"What causes concern for church leaders is when personal motivations drive those conversations beyond discussion, and a person or group begins recruiting others to insist on changes in church doctrines or structure. When it goes so far as creating organized groups, staging public events to further a cause or creating literature for members to share in their local congregations, the church has to protect the integrity of its doctrine as well as other members from being misled.
"At the heart of the conversation are matters of faith and doctrine. We believe these doctrines are given to us by God in simple ways: through scripture and through living prophets and apostles. If our personal goals go beyond what has been provided from those sources, we must ask ourselves whether we are we trying to change his church to match our own perspective.
"As a church, we've been looking for several years on what we can improve and change cultural elements that are not tied to doctrine. We've had and will continue to have dozens of meaningful, helpful conversations with a variety of voices and perspectives about cultural changes. ...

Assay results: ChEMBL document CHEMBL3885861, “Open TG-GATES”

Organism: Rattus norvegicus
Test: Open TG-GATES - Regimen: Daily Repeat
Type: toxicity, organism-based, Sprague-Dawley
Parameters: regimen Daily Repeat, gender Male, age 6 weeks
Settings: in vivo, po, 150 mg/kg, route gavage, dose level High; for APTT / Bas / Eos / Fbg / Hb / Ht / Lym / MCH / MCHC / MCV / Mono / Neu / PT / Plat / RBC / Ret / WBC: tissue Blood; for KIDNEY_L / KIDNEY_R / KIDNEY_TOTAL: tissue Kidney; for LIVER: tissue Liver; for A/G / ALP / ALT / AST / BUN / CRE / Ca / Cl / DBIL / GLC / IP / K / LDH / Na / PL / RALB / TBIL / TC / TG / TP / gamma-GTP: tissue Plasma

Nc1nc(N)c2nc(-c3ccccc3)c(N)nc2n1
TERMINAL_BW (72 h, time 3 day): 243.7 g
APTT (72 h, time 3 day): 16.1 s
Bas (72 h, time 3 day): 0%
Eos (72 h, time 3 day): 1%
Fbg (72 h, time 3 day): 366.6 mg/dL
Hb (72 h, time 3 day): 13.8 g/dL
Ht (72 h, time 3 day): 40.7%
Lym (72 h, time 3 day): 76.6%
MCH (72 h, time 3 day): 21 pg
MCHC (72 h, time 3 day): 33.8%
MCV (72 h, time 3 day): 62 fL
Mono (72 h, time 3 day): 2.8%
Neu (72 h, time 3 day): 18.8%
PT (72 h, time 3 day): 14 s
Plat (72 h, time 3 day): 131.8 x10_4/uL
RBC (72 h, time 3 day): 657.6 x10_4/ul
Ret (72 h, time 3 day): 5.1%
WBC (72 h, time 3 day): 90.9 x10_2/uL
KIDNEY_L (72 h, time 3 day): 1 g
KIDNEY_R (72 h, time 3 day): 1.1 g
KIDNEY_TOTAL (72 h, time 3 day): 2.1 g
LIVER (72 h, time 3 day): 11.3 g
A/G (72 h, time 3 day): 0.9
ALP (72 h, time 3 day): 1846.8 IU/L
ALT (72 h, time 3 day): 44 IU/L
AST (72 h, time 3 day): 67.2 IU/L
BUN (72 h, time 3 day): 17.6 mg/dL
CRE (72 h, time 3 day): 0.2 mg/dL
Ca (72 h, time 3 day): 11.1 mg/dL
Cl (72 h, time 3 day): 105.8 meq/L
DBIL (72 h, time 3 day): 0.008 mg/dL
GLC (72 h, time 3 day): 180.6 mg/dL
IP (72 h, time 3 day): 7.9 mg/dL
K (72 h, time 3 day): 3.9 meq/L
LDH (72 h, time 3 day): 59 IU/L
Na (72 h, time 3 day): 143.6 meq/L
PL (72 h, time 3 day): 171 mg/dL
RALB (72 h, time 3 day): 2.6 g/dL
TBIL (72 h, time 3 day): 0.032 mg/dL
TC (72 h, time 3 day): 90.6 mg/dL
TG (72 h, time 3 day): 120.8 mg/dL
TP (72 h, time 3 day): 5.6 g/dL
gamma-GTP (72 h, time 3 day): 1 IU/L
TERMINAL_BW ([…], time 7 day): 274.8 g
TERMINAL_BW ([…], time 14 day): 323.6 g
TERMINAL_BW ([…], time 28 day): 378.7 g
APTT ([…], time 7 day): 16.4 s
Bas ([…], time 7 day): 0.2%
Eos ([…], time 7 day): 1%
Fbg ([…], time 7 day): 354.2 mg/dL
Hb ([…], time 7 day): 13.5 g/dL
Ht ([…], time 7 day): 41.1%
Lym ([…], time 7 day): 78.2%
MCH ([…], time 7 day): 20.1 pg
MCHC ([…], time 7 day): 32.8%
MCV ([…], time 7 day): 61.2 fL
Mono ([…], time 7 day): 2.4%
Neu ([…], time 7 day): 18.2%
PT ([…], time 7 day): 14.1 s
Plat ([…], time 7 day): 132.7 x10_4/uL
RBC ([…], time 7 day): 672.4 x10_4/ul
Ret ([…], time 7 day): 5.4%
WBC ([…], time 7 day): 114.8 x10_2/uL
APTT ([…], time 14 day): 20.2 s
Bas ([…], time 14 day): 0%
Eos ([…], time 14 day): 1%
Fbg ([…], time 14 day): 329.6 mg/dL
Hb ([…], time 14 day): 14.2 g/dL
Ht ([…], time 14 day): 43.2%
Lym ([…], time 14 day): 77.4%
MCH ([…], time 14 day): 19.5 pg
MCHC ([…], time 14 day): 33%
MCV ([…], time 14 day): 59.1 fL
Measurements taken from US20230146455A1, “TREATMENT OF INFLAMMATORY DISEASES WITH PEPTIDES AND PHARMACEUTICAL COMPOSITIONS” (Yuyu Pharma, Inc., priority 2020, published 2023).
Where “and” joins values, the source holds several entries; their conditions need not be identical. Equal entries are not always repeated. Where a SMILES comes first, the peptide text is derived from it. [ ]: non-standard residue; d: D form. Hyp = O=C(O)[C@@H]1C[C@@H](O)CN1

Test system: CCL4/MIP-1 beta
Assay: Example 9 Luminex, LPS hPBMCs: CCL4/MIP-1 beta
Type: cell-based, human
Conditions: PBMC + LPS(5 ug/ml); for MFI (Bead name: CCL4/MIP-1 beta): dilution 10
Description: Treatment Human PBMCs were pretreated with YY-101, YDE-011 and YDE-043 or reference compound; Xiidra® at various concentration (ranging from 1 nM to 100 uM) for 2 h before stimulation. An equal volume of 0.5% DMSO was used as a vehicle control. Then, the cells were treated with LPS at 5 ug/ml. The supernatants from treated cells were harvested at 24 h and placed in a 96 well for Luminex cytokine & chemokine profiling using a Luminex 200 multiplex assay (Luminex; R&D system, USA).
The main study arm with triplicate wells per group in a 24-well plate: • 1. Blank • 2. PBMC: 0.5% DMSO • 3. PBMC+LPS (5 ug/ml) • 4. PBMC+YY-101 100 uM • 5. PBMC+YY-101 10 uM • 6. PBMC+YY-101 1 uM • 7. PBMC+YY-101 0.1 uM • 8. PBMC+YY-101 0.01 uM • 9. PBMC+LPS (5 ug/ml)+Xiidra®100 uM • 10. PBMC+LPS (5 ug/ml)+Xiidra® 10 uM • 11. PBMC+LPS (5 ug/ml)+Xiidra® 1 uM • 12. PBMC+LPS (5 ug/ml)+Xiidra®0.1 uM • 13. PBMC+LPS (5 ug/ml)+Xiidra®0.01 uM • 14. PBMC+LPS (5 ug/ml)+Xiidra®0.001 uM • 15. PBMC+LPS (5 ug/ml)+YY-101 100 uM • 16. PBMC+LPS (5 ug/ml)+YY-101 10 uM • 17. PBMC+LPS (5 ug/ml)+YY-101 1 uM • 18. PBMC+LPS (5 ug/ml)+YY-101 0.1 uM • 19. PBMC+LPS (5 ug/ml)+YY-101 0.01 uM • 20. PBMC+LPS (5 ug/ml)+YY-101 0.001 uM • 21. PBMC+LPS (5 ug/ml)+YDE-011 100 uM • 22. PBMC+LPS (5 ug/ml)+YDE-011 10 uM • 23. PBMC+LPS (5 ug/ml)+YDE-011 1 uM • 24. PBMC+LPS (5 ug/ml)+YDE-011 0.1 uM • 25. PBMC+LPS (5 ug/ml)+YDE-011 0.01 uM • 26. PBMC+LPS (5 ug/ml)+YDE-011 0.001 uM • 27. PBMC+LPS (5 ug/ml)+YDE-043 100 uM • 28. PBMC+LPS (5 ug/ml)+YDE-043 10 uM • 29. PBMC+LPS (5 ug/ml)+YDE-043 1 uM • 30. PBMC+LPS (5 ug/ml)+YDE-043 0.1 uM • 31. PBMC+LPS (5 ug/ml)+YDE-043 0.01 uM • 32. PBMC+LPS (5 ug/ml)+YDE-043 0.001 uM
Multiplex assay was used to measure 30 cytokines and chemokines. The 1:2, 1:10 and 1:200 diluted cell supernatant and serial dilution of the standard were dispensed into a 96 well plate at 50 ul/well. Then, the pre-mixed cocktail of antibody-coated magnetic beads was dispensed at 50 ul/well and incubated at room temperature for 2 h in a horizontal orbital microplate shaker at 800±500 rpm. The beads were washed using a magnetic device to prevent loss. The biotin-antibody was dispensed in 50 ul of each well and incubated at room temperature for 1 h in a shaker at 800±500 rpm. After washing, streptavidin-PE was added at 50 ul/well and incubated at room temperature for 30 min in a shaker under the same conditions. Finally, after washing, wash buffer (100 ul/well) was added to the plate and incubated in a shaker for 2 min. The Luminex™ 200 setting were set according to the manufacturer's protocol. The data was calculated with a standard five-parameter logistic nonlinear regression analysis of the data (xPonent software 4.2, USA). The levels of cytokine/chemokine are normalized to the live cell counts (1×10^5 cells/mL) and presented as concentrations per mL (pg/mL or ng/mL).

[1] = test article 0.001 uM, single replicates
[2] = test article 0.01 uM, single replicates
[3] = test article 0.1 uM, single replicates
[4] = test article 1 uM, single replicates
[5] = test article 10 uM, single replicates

"It would be completely inappropriate for me to comment on any of the individual cases you've heard about recently, as those are personal matters dealt with at a local level. But I can provide some principles. In dealing with all of these issues and questions, a local lay leader is the one who determines how they apply to those he serves. If he becomes troubled by a member's actions, he can rely on his own spiritual insights, personal prayer, guidance from handbooks and his training to determine how best to address the member's circumstances. For instance, their standard procedural handbook says: 'Local presiding officers should not expect general authorities to tell them how to decide difficult matters. Decisions on church discipline are within the discretion and authority of local presiding officers as they prayerfully seek guidance from the Lord.' "